Dear Carolyn • I’m 25 and engaged to the guy I’ve dated since I was 20. I feel like I’ve always been the one pushing the relationship forward, from wanting to be exclusive to giving an ultimatum that I was going to leave him if he didn’t propose by the time I turned 25 last summer. He moved out of my condo once without telling me while I was on a business trip, then moved back in a year later, a few months before the engagement. Then a couple of months ago he told me he wasn’t sure he wanted to marry me, and I flipped out and said, "Fine, move out," before leaving on yet another business trip. He then changed his mind before I got back. We’ve been to a therapist twice, and he swears he’s committed to me. But now I’m thinking that for some unknown reason, I was so busy chasing him when we were dating, I ignored a lot of flaws (he’s great on paper — Ivy League lawyer, attractive). How do I tell if this is just pre-wedding jitters or something we could work out, or if my worries are not just what a normal person feels before their wedding?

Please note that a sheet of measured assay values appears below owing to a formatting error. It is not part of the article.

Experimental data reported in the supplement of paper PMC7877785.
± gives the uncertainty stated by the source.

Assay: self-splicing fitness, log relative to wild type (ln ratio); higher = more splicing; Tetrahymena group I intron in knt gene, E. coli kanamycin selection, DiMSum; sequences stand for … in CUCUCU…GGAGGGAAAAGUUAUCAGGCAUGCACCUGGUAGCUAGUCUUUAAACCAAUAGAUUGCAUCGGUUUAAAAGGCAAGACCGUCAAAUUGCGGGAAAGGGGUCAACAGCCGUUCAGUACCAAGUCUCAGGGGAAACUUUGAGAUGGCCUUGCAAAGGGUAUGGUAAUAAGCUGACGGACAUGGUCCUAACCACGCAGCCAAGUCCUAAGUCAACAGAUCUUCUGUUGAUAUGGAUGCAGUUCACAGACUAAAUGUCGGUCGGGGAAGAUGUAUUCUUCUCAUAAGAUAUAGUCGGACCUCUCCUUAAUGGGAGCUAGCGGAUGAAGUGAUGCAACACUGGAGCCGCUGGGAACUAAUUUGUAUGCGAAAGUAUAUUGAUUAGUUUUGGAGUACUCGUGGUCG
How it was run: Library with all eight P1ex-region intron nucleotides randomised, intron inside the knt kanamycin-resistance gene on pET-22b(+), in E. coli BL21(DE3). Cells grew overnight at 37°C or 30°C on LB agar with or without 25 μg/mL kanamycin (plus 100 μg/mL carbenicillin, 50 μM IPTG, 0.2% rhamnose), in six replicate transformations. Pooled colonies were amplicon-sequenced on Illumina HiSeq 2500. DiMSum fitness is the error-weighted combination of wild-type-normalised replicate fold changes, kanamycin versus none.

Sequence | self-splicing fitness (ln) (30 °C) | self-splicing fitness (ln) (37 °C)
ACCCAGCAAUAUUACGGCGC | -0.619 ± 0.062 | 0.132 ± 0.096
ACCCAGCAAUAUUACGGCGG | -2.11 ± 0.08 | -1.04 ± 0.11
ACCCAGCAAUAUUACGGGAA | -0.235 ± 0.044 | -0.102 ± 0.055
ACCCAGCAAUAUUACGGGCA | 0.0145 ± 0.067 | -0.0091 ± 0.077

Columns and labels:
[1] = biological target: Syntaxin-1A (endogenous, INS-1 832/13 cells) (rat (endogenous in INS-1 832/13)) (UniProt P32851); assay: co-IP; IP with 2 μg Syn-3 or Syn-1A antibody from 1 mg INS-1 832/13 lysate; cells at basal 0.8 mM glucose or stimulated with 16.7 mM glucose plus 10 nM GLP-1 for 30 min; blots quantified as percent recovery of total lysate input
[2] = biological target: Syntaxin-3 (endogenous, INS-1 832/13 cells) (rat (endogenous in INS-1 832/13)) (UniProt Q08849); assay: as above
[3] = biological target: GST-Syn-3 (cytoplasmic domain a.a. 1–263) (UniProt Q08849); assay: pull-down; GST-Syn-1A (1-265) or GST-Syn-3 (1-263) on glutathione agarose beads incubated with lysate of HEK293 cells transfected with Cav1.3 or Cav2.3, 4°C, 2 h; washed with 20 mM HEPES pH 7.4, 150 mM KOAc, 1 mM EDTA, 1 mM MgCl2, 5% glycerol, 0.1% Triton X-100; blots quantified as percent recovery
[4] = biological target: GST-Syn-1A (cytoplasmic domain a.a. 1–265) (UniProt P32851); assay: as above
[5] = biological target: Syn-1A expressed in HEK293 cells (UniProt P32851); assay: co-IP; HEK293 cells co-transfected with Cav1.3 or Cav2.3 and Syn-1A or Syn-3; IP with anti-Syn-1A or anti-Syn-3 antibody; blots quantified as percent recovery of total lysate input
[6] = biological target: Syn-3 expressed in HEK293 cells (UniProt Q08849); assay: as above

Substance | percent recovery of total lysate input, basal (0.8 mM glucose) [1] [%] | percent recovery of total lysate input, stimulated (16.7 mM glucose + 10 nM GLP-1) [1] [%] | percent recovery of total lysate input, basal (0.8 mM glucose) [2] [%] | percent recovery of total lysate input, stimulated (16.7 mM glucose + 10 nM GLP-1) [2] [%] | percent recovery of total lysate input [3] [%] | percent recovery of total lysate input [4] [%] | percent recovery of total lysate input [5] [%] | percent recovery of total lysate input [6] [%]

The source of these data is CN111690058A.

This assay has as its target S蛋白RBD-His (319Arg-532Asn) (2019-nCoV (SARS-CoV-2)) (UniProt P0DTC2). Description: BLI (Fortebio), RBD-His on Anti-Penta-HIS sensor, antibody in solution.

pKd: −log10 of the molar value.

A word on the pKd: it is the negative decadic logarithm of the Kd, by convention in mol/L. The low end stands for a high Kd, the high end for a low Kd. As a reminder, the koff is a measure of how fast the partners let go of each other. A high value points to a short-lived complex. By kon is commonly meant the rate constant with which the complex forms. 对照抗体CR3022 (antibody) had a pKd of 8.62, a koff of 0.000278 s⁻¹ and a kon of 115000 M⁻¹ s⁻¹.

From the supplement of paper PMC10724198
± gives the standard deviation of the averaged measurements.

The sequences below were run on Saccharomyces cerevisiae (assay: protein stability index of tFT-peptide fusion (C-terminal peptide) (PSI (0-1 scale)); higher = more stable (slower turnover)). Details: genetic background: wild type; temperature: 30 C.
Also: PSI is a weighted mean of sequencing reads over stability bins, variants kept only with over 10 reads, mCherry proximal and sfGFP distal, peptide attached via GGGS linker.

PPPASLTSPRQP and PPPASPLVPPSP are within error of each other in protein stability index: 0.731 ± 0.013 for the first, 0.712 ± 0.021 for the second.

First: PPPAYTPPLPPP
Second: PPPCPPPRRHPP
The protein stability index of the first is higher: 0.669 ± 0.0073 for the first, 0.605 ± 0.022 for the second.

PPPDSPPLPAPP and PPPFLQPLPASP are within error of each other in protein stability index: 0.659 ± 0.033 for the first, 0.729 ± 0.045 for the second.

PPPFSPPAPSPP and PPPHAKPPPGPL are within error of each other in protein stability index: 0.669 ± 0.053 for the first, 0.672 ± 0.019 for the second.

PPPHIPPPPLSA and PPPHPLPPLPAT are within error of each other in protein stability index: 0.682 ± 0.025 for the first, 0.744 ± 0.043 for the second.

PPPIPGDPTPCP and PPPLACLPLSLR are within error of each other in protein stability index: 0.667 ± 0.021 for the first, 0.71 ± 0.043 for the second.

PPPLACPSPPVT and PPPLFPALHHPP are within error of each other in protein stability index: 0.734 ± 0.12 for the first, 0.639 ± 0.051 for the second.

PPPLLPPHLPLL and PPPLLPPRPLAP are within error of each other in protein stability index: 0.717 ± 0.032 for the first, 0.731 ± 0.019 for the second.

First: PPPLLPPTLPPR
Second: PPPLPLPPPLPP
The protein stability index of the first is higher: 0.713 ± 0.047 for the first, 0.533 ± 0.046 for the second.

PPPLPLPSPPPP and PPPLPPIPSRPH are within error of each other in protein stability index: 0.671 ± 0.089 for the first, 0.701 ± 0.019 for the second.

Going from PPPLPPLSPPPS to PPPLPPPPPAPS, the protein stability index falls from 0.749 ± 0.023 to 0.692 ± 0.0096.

Dear Engaged • Your honesty about yourself is refreshing. The conclusion you draw, though, doesn’t go far enough. Specifically: You say you "ignored a lot of flaws" — as if, ultimately, your fiance’s shortcomings are the problem. They’re a problem, sure, but the problem needing your attention above all is your own frailty. You didn’t love a person, you pursued a trophy. That’s a serious admission you fall just short of making. It’s also a serious problem for both of you, because you don’t curl up with a skill, or converse with an achievement. You interact with the whole person and whatever habits, quirks, smells, opinions and truths ride along. So take a hard look, both at him and the relationship. Do you love who he is, not just what, as he deserves? Are you willing to test that by admitting to him what you’ve written here? And offering to call things off, without drama, out of respect for him? You’ve done some obvious growing up to get to this point. For your sake and his, please finish that process, stat.
Carolyn Hax’s column runs Mondays, Wednesdays and Fridays.
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